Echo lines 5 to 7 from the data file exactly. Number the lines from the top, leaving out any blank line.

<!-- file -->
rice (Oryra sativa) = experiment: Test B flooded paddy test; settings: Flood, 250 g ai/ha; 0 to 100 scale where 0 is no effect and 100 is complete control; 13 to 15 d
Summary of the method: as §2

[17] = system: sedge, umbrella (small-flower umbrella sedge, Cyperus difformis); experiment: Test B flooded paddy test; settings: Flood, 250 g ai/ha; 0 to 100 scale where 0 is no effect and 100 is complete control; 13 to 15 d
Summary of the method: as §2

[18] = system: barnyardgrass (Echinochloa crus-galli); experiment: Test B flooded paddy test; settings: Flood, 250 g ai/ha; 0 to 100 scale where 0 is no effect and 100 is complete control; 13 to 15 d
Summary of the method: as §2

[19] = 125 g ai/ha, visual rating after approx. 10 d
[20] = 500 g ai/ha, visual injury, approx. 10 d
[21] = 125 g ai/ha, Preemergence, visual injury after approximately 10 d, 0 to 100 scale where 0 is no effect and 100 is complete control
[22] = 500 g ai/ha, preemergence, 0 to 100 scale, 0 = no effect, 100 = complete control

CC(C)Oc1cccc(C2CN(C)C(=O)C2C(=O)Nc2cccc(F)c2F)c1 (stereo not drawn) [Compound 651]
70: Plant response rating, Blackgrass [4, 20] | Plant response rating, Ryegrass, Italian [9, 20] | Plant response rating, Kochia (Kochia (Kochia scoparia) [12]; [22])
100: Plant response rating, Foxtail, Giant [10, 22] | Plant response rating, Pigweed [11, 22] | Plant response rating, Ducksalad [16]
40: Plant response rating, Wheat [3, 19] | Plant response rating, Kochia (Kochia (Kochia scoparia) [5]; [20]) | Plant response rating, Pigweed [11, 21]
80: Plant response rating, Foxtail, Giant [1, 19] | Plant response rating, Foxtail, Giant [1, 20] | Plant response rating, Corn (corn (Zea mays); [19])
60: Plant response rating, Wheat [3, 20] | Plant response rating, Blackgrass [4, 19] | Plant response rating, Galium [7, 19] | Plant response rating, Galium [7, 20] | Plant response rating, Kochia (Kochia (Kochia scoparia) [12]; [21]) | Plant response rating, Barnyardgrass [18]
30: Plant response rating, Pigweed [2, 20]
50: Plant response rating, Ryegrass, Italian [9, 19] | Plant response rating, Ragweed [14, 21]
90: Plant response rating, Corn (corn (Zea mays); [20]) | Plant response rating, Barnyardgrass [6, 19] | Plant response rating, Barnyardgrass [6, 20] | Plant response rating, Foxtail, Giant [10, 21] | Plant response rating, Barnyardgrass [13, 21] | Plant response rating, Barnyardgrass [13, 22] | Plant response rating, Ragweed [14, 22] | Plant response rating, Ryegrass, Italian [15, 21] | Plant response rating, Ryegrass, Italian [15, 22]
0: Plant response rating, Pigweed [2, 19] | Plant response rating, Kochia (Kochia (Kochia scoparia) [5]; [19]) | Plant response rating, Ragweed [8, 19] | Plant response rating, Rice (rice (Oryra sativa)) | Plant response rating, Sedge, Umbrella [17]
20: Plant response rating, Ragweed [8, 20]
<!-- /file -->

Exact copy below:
[18] = system: barnyardgrass (Echinochloa crus-galli); experiment: Test B flooded paddy test; settings: Flood, 250 g ai/ha; 0 to 100 scale where 0 is no effect and 100 is complete control; 13 to 15 d
Summary of the method: as §2

[19] = 125 g ai/ha, visual rating after approx. 10 d